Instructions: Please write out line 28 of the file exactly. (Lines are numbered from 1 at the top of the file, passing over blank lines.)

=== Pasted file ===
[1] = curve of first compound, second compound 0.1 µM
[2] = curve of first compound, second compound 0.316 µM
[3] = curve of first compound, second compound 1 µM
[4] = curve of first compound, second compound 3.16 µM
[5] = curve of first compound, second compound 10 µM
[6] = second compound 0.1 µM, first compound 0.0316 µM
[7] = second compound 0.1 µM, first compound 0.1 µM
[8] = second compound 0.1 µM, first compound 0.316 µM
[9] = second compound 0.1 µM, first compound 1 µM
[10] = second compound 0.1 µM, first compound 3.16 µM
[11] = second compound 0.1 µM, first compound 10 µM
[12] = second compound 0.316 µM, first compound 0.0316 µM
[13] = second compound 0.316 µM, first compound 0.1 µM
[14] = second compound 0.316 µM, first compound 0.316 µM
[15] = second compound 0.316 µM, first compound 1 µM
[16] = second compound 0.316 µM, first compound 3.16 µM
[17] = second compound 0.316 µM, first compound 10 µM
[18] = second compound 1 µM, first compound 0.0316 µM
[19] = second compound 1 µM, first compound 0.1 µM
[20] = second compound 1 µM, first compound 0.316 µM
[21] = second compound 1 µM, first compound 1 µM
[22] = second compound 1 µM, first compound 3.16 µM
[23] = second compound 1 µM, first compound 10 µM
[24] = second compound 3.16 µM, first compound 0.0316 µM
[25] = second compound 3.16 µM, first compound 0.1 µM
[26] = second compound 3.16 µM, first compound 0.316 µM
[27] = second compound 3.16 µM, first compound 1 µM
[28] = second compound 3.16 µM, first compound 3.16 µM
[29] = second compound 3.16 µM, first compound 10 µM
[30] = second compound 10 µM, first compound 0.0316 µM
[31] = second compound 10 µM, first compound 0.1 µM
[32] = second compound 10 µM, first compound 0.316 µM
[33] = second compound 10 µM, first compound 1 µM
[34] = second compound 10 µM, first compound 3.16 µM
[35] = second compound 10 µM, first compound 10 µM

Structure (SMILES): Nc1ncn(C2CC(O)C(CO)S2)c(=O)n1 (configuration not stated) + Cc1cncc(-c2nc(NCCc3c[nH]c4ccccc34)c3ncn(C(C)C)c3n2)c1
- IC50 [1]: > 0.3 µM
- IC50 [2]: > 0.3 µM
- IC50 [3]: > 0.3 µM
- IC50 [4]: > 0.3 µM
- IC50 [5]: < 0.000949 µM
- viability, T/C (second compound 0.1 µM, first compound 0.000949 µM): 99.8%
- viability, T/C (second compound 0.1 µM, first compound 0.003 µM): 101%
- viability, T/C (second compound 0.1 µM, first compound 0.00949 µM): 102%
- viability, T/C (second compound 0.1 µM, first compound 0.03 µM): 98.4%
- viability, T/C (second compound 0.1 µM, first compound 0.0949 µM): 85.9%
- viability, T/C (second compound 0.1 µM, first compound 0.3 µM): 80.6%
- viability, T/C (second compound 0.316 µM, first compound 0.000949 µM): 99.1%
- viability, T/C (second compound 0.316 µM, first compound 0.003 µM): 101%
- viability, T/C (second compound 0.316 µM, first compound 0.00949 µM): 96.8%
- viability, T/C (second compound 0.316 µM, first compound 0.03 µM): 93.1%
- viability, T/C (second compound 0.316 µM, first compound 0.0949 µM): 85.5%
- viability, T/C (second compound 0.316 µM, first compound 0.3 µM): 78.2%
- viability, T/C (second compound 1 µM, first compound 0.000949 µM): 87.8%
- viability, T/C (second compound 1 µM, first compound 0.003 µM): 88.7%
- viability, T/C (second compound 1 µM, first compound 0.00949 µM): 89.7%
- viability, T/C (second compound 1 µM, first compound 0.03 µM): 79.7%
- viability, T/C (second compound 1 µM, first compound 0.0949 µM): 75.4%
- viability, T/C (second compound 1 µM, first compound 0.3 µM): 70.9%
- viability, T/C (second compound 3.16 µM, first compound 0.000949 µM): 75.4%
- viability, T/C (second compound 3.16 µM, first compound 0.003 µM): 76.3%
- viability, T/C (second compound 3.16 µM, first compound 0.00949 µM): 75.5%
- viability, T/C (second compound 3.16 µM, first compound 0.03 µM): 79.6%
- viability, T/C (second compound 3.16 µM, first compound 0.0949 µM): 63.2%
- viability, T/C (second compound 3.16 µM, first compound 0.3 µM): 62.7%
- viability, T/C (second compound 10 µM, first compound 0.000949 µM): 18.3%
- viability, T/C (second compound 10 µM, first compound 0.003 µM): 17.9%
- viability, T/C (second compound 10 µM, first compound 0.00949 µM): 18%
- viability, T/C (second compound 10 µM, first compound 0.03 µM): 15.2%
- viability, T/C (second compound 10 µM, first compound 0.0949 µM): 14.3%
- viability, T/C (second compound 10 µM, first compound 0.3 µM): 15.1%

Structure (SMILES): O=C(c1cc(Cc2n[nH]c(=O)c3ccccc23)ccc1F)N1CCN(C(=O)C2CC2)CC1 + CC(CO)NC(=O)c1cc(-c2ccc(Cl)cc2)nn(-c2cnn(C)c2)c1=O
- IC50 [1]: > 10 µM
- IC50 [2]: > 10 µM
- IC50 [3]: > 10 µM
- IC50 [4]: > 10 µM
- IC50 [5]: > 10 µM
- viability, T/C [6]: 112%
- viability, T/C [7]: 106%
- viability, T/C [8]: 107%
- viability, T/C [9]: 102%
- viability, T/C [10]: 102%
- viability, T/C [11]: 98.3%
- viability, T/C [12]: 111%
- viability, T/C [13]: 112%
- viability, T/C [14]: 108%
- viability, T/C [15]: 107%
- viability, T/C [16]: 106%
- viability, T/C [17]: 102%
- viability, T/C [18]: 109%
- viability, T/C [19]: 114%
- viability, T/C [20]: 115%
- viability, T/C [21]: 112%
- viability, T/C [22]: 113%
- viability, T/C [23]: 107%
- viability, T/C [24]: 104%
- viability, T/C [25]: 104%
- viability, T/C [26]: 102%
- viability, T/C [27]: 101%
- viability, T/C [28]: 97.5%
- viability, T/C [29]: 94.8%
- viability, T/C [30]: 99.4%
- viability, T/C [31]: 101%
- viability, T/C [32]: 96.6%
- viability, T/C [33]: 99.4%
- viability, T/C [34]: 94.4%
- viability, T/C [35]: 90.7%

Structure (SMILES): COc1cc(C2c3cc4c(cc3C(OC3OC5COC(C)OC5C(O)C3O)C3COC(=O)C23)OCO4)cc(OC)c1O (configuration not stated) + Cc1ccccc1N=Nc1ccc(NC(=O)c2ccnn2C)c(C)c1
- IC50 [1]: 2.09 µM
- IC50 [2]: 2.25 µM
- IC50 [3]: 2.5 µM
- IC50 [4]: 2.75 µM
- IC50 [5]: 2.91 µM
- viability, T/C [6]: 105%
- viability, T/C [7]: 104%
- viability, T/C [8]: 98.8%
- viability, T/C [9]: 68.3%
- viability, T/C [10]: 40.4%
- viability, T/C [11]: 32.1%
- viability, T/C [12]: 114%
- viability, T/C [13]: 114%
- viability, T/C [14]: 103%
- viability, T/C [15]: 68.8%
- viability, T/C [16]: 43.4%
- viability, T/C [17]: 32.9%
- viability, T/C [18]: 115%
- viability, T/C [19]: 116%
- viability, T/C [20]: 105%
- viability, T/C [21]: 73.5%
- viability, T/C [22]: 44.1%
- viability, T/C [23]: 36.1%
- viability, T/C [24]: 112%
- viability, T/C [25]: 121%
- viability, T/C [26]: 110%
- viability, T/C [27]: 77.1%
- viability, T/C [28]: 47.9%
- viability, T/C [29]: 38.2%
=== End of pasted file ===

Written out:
[28] = second compound 3.16 µM, first compound 3.16 µM